Government agencies are adding tens of thousands of auditors to focus on small and medium-sized businesses and ensure compliance with new legislation, not the least of which are the Obama health care bills.  Be proactive about making sure you’re following the new rules to avoid finding yourself in the hot seat.

9.       Like your tough managers?  They may need to soften up if the anti-workplace-bullying act passes.

The Healthy Workplace Bill was introduced to more precisely define an abusive work environment and give bullied workers – particularly those that are not protected under anti-discrimination laws – legal redress against bullying.  If your employees are toeing the line on bullying behavior, be proactive in addressing the situation before you become liable for their behavior.

10.   Tax requirements may expand depending on where you do work.

If you generate income outside of NY state, pretty soon you may have to pay income taxes on those wages.  In fact, laws about out-of-state revenue have been on the books for years, but many states were not enforcing them until the recent budget crises.  To be safe, make sure your accountant is paying attention to where your revenues originate, not just where your company is based.

11.   Surprise!  Taxes are going up in 2013.

We avoided the Fiscal Cliff, but the bad news is that the wealthiest earners in America (households making over $450,000) are looking at a tax rate increase, and those making $300,000 or more are losing some deductions and exemptions.  But even if your personal income tax isn’t going up, you’ll most likely be affected by payroll tax increases that are set to hit nearly every wage earner in the country.

12.   Be glad you’re not in Europe.

The silver lining: even with taxes going up, we’re still paying some of the lowest tax rates of all developed countries in the world.  In the long haul, countries without a strong middle class simply don’t make it.  Here in Westchester, we’ve built the foundation for lasting prosperity.

13.   Never lose focus on your fundamental business profit model.

There is no question, the business climate will remain tough in 2013. The economy remains in a precarious state with high unemployment, there’s an ever widening budget deficit, and the Obama administration has not exactly earned a reputation as business-friendly.  But regardless of all that, the responsibility of the business owner is to focus on what can be controlled. There are many ways to improve bottom line profits, and as CEO, you own keeping your eye on your fundamental business profit model.  Here’s to a bright and prosperous 2013!

Download “13 CEO Tips For 2013” (PDF)

Based on Discussion from DataKey’s 12/11/12 Key Advisors
Featured Panel of Experts

 ChrisOCallaghan Chris O’Callaghan, Managing Director, Jones Lang LaSalleWestchester Real Estate Trends & What They Mean for Your BusinessChris has more than 25 years of experience in commercial real estate and has negotiated some of the most significant real estate transactions in the region involving major companies.  He has negotiated lease and sale transactions valued at $500,000,000 involving over 15,000,000 square feet.  Prior to joining Jones Lang LaSalle, Chris served as a senior director with Cushman & Wakefield Inc. and is also the Immediate Past Chairman of the Board of The Business Council of Westchester County.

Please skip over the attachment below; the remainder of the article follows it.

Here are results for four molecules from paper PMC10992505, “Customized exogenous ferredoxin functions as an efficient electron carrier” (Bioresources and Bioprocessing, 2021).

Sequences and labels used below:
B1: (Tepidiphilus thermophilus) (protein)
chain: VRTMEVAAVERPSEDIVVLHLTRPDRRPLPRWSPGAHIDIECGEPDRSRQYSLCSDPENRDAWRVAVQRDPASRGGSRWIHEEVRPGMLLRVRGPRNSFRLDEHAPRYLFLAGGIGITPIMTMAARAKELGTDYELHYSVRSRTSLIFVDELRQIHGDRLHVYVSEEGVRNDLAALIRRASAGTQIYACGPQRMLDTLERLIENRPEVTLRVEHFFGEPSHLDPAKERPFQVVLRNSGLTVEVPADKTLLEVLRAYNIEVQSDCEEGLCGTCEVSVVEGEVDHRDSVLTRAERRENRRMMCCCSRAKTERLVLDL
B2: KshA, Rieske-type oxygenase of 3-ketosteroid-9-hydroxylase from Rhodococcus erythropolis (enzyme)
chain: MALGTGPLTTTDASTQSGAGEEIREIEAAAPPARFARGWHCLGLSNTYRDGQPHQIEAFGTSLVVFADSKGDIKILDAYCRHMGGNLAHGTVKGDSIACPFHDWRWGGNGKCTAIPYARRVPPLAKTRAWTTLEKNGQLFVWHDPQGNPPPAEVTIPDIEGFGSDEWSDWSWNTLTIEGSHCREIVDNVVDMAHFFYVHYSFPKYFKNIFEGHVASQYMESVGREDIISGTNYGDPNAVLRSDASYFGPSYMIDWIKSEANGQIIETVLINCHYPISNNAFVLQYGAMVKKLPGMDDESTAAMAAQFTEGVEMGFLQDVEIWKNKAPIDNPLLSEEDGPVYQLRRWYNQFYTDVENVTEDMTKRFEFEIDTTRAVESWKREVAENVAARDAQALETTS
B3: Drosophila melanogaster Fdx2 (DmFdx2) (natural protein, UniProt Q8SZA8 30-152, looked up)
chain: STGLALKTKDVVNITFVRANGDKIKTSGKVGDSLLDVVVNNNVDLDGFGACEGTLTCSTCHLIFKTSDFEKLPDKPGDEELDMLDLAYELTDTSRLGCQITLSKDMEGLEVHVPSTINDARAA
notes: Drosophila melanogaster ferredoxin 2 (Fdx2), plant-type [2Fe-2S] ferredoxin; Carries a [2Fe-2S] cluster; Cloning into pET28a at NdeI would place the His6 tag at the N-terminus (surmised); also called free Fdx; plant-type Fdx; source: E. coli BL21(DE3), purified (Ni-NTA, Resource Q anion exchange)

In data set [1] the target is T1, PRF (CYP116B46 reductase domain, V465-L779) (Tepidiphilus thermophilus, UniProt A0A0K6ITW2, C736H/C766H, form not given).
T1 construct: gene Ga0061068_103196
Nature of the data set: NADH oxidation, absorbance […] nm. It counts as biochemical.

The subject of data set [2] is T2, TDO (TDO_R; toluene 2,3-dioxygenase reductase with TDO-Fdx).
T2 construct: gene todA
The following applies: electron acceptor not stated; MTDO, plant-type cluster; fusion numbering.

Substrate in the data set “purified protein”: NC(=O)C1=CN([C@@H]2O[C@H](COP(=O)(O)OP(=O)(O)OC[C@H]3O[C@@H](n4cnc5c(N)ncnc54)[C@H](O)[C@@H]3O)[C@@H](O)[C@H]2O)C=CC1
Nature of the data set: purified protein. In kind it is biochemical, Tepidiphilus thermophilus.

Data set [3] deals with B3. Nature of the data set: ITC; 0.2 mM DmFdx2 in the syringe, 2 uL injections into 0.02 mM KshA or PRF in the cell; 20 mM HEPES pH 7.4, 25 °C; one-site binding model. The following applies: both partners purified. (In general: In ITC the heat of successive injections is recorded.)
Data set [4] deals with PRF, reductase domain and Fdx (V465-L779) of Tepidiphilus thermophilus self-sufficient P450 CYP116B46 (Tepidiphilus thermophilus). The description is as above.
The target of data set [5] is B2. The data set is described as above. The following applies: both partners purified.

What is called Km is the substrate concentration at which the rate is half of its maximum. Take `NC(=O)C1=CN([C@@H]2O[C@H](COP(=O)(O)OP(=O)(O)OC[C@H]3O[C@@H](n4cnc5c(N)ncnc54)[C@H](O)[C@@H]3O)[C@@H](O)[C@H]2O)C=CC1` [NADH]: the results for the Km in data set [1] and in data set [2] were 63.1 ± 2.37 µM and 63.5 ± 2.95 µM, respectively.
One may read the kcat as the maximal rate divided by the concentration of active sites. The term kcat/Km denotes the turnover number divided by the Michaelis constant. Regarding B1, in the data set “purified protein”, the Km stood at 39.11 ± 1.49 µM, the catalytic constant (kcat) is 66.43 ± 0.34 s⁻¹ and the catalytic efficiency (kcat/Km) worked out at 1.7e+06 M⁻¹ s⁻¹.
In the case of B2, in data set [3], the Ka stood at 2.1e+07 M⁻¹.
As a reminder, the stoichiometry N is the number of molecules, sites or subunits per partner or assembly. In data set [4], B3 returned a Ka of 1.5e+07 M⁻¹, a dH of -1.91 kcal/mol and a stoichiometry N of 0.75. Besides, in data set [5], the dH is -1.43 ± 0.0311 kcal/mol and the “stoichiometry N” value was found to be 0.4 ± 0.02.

GregChartier Greg Chartier, PhD, Principal, The Office of Gregory J ChartierTechniques & Skills for Effective ManagementGreg is the Principal of The Office of Gregory J Chartier, a Human Resources Consulting firm, and a well-known management consultant, educator and speaker.  His practice specializes in the areas of Management Training and HR management/outsourcing for firms of less than 250 employees.  Through his management experience at multiple major firms including Pfizer, Chase, The Bank of New York and Johnson & Johnson, Greg has developed a simple training philosophy: management is a skill and you can be a better manager by developing your skills. 
 TonyJustic Anthony Justic, Partner, Maier Markey and Justic LLPSmart Financial Management for the New EconomyAnthony Justic is an audit, accounting and financial consulting partner at Maier Markey and Justic LLP.  Since 1987 Tony has been instrumental in growing his firm from 3 employees to 90 and has built expertise across a wide variety of industries, including manufacturing, distribution, marketing and PR, catering, not-for-profit, healthcare, and legal services.  In 2012, he oversaw the successful merger of an information technology company into Maier Markey and Justic LLP. 
 TedMiller FACILITATED BY: Ted Miller, Founder & President, DataKey Consulting, LLCOver 20 years of National and International Management ExperiencePrior to founding DataKey, Ted held senior positions in worldwide service, marketing, engineering, operations and strategic planning at Fortune 500 companies. As the vice president and general manager of an international technology manufacturing company, he led a $150 million division to being ranked third in the world in customer satisfaction and expanded new business regions in China and Malaysia. Furthermore, Ted has a unique ability to translate those years of best-practice, operational expertise into practical and immediate customized applications for client specific needs.

Get to the Next Level, a Blueprint for Succession

You remember the days when it was just a handful of employees, working hard and sharing responsibilities to do whatever was needed to get this business off the ground. It was an exciting – albeit stressful – time and the possibilities seemed limitless. Many years later, after countless hours spent winning customers, investing in growth, and cultivating employees, you’ve built a successful business. And now you’re ready to bring your team to the next level: expanding responsibilities, growing the company, improving strategic thinking. Is your team up to the challenge?